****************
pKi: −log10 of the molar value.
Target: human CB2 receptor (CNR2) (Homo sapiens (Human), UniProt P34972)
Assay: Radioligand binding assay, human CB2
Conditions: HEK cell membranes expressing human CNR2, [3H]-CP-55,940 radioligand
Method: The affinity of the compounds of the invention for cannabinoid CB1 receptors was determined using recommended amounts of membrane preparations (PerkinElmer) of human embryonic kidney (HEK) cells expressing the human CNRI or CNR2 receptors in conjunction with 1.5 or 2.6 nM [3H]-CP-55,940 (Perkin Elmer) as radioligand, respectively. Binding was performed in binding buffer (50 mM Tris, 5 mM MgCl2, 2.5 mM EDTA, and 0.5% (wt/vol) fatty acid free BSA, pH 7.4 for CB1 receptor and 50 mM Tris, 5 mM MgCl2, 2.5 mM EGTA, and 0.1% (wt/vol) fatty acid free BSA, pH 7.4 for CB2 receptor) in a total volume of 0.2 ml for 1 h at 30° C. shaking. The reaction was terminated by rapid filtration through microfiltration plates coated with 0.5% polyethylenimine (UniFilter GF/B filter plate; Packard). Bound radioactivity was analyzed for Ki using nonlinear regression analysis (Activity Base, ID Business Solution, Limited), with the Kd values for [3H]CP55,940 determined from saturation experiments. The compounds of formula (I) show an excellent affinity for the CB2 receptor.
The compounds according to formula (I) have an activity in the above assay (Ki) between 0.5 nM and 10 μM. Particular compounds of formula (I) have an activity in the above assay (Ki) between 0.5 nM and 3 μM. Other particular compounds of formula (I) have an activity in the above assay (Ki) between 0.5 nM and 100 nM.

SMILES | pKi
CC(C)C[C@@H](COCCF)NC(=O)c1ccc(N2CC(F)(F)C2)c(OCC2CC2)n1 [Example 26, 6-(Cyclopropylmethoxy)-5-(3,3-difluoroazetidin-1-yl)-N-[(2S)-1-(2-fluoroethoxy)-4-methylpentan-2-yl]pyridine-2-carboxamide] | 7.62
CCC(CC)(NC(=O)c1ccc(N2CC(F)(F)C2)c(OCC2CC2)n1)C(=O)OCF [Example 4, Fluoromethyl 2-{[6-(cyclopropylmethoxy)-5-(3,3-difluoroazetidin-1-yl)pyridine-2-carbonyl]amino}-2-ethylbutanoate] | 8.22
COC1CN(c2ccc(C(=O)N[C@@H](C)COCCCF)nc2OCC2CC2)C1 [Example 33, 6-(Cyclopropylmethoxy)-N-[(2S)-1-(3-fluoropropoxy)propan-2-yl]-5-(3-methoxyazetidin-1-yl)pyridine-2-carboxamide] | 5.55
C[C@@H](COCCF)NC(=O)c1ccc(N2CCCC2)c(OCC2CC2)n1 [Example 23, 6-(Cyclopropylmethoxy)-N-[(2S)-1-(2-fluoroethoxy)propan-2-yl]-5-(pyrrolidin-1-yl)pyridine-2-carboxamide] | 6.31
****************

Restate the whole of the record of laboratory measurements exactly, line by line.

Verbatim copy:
pKi: −log10 of the molar value.
Target: human CB2 receptor (CNR2) (Homo sapiens (Human), UniProt P34972)
Assay: Radioligand binding assay, human CB2
Conditions: HEK cell membranes expressing human CNR2, [3H]-CP-55,940 radioligand
Method: The affinity of the compounds of the invention for cannabinoid CB1 receptors was determined using recommended amounts of membrane preparations (PerkinElmer) of human embryonic kidney (HEK) cells expressing the human CNRI or CNR2 receptors in conjunction with 1.5 or 2.6 nM [3H]-CP-55,940 (Perkin Elmer) as radioligand, respectively. Binding was performed in binding buffer (50 mM Tris, 5 mM MgCl2, 2.5 mM EDTA, and 0.5% (wt/vol) fatty acid free BSA, pH 7.4 for CB1 receptor and 50 mM Tris, 5 mM MgCl2, 2.5 mM EGTA, and 0.1% (wt/vol) fatty acid free BSA, pH 7.4 for CB2 receptor) in a total volume of 0.2 ml for 1 h at 30° C. shaking. The reaction was terminated by rapid filtration through microfiltration plates coated with 0.5% polyethylenimine (UniFilter GF/B filter plate; Packard). Bound radioactivity was analyzed for Ki using nonlinear regression analysis (Activity Base, ID Business Solution, Limited), with the Kd values for [3H]CP55,940 determined from saturation experiments. The compounds of formula (I) show an excellent affinity for the CB2 receptor.
The compounds according to formula (I) have an activity in the above assay (Ki) between 0.5 nM and 10 μM. Particular compounds of formula (I) have an activity in the above assay (Ki) between 0.5 nM and 3 μM. Other particular compounds of formula (I) have an activity in the above assay (Ki) between 0.5 nM and 100 nM.

SMILES | pKi
CC(C)C[C@@H](COCCF)NC(=O)c1ccc(N2CC(F)(F)C2)c(OCC2CC2)n1 [Example 26, 6-(Cyclopropylmethoxy)-5-(3,3-difluoroazetidin-1-yl)-N-[(2S)-1-(2-fluoroethoxy)-4-methylpentan-2-yl]pyridine-2-carboxamide] | 7.62
CCC(CC)(NC(=O)c1ccc(N2CC(F)(F)C2)c(OCC2CC2)n1)C(=O)OCF [Example 4, Fluoromethyl 2-{[6-(cyclopropylmethoxy)-5-(3,3-difluoroazetidin-1-yl)pyridine-2-carbonyl]amino}-2-ethylbutanoate] | 8.22
COC1CN(c2ccc(C(=O)N[C@@H](C)COCCCF)nc2OCC2CC2)C1 [Example 33, 6-(Cyclopropylmethoxy)-N-[(2S)-1-(3-fluoropropoxy)propan-2-yl]-5-(3-methoxyazetidin-1-yl)pyridine-2-carboxamide] | 5.55
C[C@@H](COCCF)NC(=O)c1ccc(N2CCCC2)c(OCC2CC2)n1 [Example 23, 6-(Cyclopropylmethoxy)-N-[(2S)-1-(2-fluoroethoxy)propan-2-yl]-5-(pyrrolidin-1-yl)pyridine-2-carboxamide] | 6.31